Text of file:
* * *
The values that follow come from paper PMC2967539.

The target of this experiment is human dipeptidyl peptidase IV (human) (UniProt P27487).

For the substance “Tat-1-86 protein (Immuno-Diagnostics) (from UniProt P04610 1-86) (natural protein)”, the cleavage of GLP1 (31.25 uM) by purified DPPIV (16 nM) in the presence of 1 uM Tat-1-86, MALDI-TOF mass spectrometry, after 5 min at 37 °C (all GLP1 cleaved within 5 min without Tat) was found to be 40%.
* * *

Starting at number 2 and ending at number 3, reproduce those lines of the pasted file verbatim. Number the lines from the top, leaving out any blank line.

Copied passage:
The target of this experiment is human dipeptidyl peptidase IV (human) (UniProt P27487).

For the substance “Tat-1-86 protein (Immuno-Diagnostics) (from UniProt P04610 1-86) (natural protein)”, the cleavage of GLP1 (31.25 uM) by purified DPPIV (16 nM) in the presence of 1 uM Tat-1-86, MALDI-TOF mass spectrometry, after 5 min at 37 °C (all GLP1 cleaved within 5 min without Tat) was found to be 40%.